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    Murray, R.M. Englund, A. Abi-Dargham, A. Lewis, D.A. Di Forti, M. Davies, C. Sherif, M. McGuire, P. and D'Souza, D.C. 2017. Cannabis-associated psychosis: Neural substrate and clinical impact. Neuropharmacology, Vol. 124, p. 89.


    Maier, R. M. Visscher, P. M. Robinson, M. R. and Wray, N. R. 2017. Embracing polygenicity: a review of methods and tools for psychiatric genetics research. Psychological Medicine, p. 1.


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        Assessing causality in associations between cannabis use and schizophrenia risk: a two-sample Mendelian randomization study
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        Assessing causality in associations between cannabis use and schizophrenia risk: a two-sample Mendelian randomization study
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Abstract

Background

Observational associations between cannabis and schizophrenia are well documented, but ascertaining causation is more challenging. We used Mendelian randomization (MR), utilizing publicly available data as a method for ascertaining causation from observational data.

Method

We performed bi-directional two-sample MR using summary-level genome-wide data from the International Cannabis Consortium (ICC) and the Psychiatric Genomics Consortium (PGC2). Single nucleotide polymorphisms (SNPs) associated with cannabis initiation (p < 10−5) and schizophrenia (p < 5 × 10−8) were combined using an inverse-variance-weighted fixed-effects approach. We also used height and education genome-wide association study data, representing negative and positive control analyses.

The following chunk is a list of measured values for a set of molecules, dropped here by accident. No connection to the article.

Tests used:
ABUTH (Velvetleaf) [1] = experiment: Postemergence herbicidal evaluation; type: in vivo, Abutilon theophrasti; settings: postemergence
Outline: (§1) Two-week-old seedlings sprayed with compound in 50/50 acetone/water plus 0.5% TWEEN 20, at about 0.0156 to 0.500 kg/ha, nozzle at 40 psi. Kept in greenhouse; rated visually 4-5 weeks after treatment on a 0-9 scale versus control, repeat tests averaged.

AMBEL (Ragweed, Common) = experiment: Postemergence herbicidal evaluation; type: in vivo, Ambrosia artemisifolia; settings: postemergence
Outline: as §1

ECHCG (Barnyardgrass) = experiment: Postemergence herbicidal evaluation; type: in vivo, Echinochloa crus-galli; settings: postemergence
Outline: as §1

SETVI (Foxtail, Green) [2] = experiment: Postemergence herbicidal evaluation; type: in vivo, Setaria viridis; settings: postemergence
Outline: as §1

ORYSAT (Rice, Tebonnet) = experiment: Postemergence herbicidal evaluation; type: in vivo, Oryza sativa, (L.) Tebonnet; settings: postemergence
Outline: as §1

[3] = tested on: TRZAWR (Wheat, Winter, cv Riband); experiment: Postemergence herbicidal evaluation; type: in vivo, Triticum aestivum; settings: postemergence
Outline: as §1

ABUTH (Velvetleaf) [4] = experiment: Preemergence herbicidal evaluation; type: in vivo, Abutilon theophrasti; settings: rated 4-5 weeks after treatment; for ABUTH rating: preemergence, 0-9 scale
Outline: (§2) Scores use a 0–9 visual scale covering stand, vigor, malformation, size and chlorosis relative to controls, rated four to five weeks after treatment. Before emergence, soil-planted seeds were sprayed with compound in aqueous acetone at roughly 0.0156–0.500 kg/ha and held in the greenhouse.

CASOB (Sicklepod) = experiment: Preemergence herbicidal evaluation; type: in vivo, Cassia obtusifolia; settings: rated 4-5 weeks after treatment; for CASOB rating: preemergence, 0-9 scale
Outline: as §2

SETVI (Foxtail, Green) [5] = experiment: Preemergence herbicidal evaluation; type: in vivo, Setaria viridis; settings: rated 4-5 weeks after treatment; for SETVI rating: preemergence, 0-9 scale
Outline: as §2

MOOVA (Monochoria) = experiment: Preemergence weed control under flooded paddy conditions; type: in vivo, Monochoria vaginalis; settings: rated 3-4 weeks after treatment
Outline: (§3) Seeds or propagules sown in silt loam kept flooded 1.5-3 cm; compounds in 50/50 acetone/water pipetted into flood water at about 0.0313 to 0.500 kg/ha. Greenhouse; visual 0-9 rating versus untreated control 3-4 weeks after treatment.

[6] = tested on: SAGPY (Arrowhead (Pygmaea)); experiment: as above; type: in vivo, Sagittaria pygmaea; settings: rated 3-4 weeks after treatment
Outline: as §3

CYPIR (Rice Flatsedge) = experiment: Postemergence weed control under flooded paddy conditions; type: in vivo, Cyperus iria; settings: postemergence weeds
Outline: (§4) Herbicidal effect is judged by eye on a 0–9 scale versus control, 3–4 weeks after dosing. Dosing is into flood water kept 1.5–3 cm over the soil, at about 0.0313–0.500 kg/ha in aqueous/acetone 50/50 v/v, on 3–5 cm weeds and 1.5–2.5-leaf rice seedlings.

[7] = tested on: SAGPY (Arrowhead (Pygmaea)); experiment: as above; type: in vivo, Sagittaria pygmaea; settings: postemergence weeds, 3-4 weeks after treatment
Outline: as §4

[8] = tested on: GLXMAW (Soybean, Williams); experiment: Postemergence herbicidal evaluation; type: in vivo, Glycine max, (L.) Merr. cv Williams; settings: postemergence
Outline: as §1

Results

There was some evidence consistent with a causal effect of cannabis initiation on risk of schizophrenia [odds ratio (OR) 1.04 per doubling odds of cannabis initiation, 95% confidence interval (CI) 1.01–1.07, p = 0.019]. There was strong evidence consistent with a causal effect of schizophrenia risk on likelihood of cannabis initiation (OR 1.10 per doubling of the odds of schizophrenia, 95% CI 1.05–1.14, p = 2.64 × 10−5). Findings were as predicted for the negative control (height: OR 1.00, 95% CI 0.99–1.01, p = 0.90) but weaker than predicted for the positive control (years in education: OR 0.99, 95% CI 0.97–1.00, p = 0.066) analyses.

Conclusions

Our results provide some that cannabis initiation increases the risk of schizophrenia, although the size of the causal estimate is small. We find stronger evidence that schizophrenia risk predicts cannabis initiation, possibly as genetic instruments for schizophrenia are stronger than for cannabis initiation.

Introduction

It is clear from human experimental studies that tetrahydrocannabinol (THC) intoxication can induce transient psychotic experiences (D'Souza et al. 2004). However, whether chronic cannabis use is causally associated with psychotic disorders such as schizophrenia is harder to ascertain (Gage et al. 2013, 2016a ). A systematic review and meta-analysis (Moore et al. 2007) of longitudinal studies found evidence for a modest association between cannabis and later psychotic outcomes. However, the authors noted that the studies that adjusted for more potential confounding factors found that the point estimates attenuated to a greater degree than those adjusting for fewer, indicating that residual confounding could still be present. Some studies (Callaghan et al. 2012; Rossler et al. 2012), although not all (Gage et al. 2014), conducted since this meta-analysis have also found evidence of an association between cannabis use and later psychotic experiences or schizophrenia. As well as these observational studies, studies have been undertaken to investigate the genetic relationships between cannabis and schizophrenia. Power et al. (2014) found that a genetic risk score for schizophrenia predicted cannabis use in a sample of 2082 healthy individuals. Verweij et al. (in press) used linkage disequilibrium (LD) score regression to investigate this association, and found evidence of a genetic correlation between lifetime cannabis use and risk of schizophrenia. This could be interpreted as shared genetic aetiology, but could also reflect a causal association between schizophrenia and risk of cannabis use (Gage et al. 2015).